inspection to the poor at those times only, in brethren. Shame these sellers out of the which they must rob from their attendance Temple! Show the poor, that you can on the worship every minute which they can sometimes think of them in some other light bestow upon the fabric. In vain the public than as mutineers and mal-contents. Conprints have taken up this subject, in vain ciliate them by such kind methods to their such poor nameless writers as myself express superiors, civil and ecclesiastical. Stop the their indignation. A word from you, sir mouths of the railers; and suffer your old a hint in your journal-would be sufficient friends, upon the old terms, again to honour to fling open the doors of the beautiful temple and admire you. Stifle not the suggestions again, as we can remember them when we of your better nature with the stale evasion, were boys. At that time of life, what would that an indiscriminate admission would exthe imaginative faculty (such as it is) in pose the tombs to violation. Remember both of us, have suffered, if the entrance to your boy-days. Did you ever see, or hear, so much reflection had been obstructed by of a mob in the Abbey, while it was free to the demand of so much silver!-If we had all? Do the rabble come there, or trouble scraped it up to gain an occasional admission their heads about such speculations? It is (as we certainly should have done) would all that you can do to drive them into your the sight of those old tombs have been as churches; they do not voluntarily offer impressive to us (while we had been weighing themselves. They have, alas! no passion anxiously prudence against sentiment) as for antiquities; for tomb of king or prelate, when the gates stood open, as those of the sage or poet. If they had, they would no adjacent Park; when we could walk in at longer be the rabble. any time, as the mood brought us, for a shorter or longer time, as that lasted? Is the being shown over a place the same as silently for ourselves detecting the genius of dismemberment committed upon the effigy it In no part of our beloved Abbey now of that amiable spy, Major André. And is can a person find entrance (out of service- it for this-the wanton mischief of some time) under the sum of two shillings. The school-boy, fired perhaps with raw notions of rich and the great will smile at the anti- transatlantic freedom-or the remote possielimax, presumed to lie in these two short bility of such a mischief occurring again, so, words. But you can tell them, sir, how much easily to be prevented by stationing a quiet worth, how much capacity for enlarged constable within the walls, if the vergers are feeling, how much taste and genius, may co- incompetent to the duty-is it upon such exist, especially in youth, with a purse wretched pretences, that the people of Engincompetent to this demand.-A respected land are made to pay a new Peter's pence, friend of ours, during his late visit to the so long abrogated; or must content themmetropolis, presented himself for admission selves with contemplating the ragged exterior to Saint Paul's. At the same time a decently- of their Cathedral? The mischief was done clothed man, with as decent a wife, and about the time that you were a scholar there. child, were bargaining for the same indul- Do you know anything about the unfortunate gence. The price was only two-pence each relic ?—can you help us in this emergency to person. The poor but decent man hesitated, find the nose?—or can you give Chantrey a desirous to go in: but there were three of notion (from memory) of its pristine life and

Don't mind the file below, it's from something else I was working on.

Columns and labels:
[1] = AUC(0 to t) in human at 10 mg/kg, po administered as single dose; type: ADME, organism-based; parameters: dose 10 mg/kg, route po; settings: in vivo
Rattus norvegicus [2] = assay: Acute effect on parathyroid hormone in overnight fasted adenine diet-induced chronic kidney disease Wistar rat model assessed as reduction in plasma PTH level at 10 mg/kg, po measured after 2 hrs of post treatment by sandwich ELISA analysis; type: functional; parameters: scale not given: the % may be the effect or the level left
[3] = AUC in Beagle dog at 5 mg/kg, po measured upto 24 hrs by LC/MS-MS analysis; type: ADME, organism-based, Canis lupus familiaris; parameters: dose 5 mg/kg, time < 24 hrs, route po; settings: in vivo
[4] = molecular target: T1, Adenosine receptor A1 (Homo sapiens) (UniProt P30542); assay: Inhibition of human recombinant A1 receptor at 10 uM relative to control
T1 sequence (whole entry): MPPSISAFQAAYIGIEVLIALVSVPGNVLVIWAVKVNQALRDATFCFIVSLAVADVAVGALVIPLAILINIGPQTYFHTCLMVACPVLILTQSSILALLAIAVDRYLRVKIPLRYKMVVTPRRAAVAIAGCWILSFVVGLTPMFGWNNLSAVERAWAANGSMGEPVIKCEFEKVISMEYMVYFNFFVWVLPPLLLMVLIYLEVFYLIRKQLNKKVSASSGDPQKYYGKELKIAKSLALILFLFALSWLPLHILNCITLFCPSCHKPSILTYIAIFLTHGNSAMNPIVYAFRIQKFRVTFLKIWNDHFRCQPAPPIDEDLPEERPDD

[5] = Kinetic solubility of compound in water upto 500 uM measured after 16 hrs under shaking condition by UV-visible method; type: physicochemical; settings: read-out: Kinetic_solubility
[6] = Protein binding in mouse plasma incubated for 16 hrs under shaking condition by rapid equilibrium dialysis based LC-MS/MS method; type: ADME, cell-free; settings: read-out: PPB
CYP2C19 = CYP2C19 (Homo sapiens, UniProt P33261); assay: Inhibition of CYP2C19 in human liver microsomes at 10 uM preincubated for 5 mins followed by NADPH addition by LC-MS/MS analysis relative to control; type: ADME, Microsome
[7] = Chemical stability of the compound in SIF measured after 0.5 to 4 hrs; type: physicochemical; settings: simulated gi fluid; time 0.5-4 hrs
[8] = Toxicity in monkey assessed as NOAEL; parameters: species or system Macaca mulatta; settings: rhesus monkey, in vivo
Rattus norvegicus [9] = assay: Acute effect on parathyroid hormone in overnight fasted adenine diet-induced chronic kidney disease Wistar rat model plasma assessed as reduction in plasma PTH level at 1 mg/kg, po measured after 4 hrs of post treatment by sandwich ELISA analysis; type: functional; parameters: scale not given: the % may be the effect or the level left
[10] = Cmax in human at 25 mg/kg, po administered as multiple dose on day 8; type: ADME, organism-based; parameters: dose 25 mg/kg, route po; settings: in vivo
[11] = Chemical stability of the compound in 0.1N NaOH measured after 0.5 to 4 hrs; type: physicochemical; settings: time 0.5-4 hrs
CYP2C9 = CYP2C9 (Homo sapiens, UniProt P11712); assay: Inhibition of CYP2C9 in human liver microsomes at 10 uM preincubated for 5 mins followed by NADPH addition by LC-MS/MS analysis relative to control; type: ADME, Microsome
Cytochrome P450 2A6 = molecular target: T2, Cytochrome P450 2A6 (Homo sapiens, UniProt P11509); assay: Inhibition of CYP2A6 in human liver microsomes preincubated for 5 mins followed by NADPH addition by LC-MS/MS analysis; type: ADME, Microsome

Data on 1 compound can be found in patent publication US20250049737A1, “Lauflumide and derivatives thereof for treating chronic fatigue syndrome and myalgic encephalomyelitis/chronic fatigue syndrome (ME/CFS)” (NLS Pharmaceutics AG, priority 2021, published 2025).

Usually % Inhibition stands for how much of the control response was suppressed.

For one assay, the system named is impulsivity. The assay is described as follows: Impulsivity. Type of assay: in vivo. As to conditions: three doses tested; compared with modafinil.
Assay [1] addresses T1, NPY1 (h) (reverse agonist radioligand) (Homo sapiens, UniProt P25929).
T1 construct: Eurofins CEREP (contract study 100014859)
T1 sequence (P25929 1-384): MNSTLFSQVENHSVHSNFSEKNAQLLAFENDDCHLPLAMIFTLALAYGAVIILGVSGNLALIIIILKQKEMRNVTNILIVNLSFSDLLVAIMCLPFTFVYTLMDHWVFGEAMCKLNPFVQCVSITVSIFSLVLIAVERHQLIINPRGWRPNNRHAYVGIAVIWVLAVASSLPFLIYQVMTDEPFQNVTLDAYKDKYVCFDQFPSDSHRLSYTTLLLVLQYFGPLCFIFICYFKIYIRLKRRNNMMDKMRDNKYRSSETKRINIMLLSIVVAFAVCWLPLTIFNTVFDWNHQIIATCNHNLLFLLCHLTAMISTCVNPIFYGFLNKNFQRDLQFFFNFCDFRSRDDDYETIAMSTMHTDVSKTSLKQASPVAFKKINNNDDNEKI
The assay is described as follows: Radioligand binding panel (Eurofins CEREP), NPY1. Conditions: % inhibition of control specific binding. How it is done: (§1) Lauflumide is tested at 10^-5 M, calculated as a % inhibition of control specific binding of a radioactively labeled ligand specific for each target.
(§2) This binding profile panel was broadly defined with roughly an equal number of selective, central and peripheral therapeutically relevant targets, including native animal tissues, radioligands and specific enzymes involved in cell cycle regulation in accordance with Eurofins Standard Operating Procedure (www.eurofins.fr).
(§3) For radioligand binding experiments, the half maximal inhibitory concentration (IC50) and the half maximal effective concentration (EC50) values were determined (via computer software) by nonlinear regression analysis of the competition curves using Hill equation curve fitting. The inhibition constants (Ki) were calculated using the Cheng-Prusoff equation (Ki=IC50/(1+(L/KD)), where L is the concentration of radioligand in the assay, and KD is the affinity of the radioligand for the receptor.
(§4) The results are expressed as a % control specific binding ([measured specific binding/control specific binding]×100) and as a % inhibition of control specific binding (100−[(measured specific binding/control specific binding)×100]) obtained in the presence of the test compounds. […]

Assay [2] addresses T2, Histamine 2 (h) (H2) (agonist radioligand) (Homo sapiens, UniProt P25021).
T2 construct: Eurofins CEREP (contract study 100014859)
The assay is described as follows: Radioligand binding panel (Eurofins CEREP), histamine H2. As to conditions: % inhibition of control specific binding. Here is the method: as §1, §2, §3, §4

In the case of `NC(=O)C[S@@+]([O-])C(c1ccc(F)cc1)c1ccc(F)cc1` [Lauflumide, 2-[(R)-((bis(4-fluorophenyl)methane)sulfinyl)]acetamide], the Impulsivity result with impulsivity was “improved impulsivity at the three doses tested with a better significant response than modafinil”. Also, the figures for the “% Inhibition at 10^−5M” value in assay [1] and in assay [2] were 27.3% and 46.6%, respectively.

"For forty years that I have known the fabric, the only well-attested charge of violation adduced, has been-a ridiculous

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them, and he turned away reluctantly. • Perhaps he wished to have seen the tomb of Nelson. Perhaps the interior of the cathedral was his object. But in the state of his finances, even sixpence might reasonably seem too much. Tell the aristocracy of the country (no man can do it more impressively); instruct them of what value these insignificant pieces of money, these minims

vigour? I am willing for peace' sake to
subscribe my guinea towards a restoration of
the lamented feature.

“I am, sir, your humble servant,
"ELIA."

The feeling with which this letter was received by Southey may be best described

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in his own words in a letter to the publisher. close to the New River, end of Colebrook "On my part there was not even a momentary Terrace, left hand from Sadler's Wells. feeling of anger; I was very much surprised and grieved, because I knew how much he would condemn himself. And yet no resentful letter was ever written less offensively his gentle nature may be seen in it throughout." Southey was right in his belief in the revulsion Lamb's feelings would undergo, when the excitement under which he had written subsided; for although he would retract nothing he had ever said or written in defence of his friends, he was ready at once to surrender every resentment of his own. Southey came to London in the following month, and wrote proposing to call at Islington; and 21st of November Lamb thus replied:

TO MR. SOUTHEY.

"E. I. H., 21st November, 1823.